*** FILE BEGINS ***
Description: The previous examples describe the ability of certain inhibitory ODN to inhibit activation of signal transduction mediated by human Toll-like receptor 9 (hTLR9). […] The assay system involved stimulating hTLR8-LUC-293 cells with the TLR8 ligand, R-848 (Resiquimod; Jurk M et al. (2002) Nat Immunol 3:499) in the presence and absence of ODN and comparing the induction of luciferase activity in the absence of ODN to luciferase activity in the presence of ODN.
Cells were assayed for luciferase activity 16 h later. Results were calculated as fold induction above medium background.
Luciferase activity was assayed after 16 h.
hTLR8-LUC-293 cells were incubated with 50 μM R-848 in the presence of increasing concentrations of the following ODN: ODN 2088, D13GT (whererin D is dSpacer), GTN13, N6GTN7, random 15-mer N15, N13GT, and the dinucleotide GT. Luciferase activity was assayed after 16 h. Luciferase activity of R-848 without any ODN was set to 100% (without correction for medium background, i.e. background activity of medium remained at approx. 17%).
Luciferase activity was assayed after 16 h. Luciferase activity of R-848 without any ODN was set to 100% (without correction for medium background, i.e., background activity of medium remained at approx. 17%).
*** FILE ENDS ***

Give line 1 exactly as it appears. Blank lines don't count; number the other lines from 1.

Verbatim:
Description: The previous examples describe the ability of certain inhibitory ODN to inhibit activation of signal transduction mediated by human Toll-like receptor 9 (hTLR9). […] The assay system involved stimulating hTLR8-LUC-293 cells with the TLR8 ligand, R-848 (Resiquimod; Jurk M et al. (2002) Nat Immunol 3:499) in the presence and absence of ODN and comparing the induction of luciferase activity in the absence of ODN to luciferase activity in the presence of ODN.